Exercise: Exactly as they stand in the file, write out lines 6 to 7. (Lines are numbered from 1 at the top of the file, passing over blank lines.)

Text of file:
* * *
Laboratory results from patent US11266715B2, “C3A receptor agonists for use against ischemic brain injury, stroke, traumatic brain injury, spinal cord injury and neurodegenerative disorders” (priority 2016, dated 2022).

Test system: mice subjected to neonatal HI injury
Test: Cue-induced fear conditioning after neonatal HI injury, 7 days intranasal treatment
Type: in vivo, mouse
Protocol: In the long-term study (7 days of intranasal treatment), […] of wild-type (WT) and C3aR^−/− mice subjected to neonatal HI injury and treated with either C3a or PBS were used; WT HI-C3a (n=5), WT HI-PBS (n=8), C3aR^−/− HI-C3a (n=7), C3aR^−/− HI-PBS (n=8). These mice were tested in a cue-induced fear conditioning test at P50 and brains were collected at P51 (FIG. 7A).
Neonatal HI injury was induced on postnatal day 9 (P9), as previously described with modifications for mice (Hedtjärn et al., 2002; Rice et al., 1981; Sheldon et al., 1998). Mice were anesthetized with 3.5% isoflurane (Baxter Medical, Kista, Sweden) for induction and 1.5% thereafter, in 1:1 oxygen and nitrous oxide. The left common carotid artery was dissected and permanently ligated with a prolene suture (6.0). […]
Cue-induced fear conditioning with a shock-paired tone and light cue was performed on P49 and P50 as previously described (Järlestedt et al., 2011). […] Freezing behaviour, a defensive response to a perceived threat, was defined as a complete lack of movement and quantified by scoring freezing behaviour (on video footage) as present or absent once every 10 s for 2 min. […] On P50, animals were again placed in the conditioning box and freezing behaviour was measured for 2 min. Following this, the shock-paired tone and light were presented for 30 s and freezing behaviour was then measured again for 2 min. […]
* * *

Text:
Neonatal HI injury was induced on postnatal day 9 (P9), as previously described with modifications for mice (Hedtjärn et al., 2002; Rice et al., 1981; Sheldon et al., 1998). Mice were anesthetized with 3.5% isoflurane (Baxter Medical, Kista, Sweden) for induction and 1.5% thereafter, in 1:1 oxygen and nitrous oxide. The left common carotid artery was dissected and permanently ligated with a prolene suture (6.0). […]
Cue-induced fear conditioning with a shock-paired tone and light cue was performed on P49 and P50 as previously described (Järlestedt et al., 2011). […] Freezing behaviour, a defensive response to a perceived threat, was defined as a complete lack of movement and quantified by scoring freezing behaviour (on video footage) as present or absent once every 10 s for 2 min. […] On P50, animals were again placed in the conditioning box and freezing behaviour was measured for 2 min. Following this, the shock-paired tone and light were presented for 30 s and freezing behaviour was then measured again for 2 min. […]